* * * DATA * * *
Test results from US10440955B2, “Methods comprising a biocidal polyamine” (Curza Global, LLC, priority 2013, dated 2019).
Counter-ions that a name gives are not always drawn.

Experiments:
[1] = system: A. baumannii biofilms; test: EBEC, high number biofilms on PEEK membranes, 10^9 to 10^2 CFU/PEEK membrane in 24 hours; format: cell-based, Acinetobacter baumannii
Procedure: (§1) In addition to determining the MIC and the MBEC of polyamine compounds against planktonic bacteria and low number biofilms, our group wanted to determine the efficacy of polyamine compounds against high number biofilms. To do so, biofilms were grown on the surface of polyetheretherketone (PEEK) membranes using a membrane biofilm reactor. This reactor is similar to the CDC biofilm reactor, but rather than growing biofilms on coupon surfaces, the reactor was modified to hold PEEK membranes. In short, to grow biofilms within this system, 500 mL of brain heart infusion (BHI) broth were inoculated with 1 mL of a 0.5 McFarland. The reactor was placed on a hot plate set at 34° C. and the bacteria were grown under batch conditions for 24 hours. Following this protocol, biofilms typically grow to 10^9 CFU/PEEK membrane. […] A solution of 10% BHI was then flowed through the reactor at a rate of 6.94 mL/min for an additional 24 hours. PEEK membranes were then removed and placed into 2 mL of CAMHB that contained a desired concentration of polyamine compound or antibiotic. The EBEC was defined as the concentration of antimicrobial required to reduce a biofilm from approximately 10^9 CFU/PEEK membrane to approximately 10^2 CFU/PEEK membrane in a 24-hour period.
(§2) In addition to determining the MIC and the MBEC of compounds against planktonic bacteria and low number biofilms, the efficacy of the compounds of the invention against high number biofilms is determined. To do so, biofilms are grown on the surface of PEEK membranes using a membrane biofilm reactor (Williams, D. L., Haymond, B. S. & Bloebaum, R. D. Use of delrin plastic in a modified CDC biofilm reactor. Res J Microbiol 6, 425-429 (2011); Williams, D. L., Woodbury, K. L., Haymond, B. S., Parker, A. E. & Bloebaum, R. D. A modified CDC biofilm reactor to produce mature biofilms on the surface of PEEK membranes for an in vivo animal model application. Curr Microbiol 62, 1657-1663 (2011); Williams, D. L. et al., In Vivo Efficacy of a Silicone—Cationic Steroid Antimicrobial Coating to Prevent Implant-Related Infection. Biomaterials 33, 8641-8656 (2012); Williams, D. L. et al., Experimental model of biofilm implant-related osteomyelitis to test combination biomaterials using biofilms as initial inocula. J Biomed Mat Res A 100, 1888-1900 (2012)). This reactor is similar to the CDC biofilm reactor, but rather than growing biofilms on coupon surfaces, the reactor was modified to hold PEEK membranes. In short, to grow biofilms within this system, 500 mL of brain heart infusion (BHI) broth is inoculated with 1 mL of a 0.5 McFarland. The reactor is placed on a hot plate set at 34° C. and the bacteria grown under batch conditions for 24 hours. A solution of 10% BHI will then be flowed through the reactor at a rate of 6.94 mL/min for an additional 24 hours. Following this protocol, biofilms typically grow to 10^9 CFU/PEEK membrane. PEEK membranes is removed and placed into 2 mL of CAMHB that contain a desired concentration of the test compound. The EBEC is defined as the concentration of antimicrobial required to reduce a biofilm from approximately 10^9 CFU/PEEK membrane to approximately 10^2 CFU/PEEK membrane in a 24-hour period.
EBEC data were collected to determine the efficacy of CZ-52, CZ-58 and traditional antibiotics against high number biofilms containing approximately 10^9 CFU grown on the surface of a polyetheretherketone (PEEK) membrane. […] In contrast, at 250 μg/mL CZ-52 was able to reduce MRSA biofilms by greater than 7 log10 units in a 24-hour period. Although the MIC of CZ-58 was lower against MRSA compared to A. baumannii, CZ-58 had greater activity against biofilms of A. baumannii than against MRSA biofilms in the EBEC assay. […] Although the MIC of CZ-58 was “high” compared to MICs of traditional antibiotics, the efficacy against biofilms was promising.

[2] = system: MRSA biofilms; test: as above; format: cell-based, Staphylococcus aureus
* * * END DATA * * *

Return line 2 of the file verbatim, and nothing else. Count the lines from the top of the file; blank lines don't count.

Counter-ions that a name gives are not always drawn.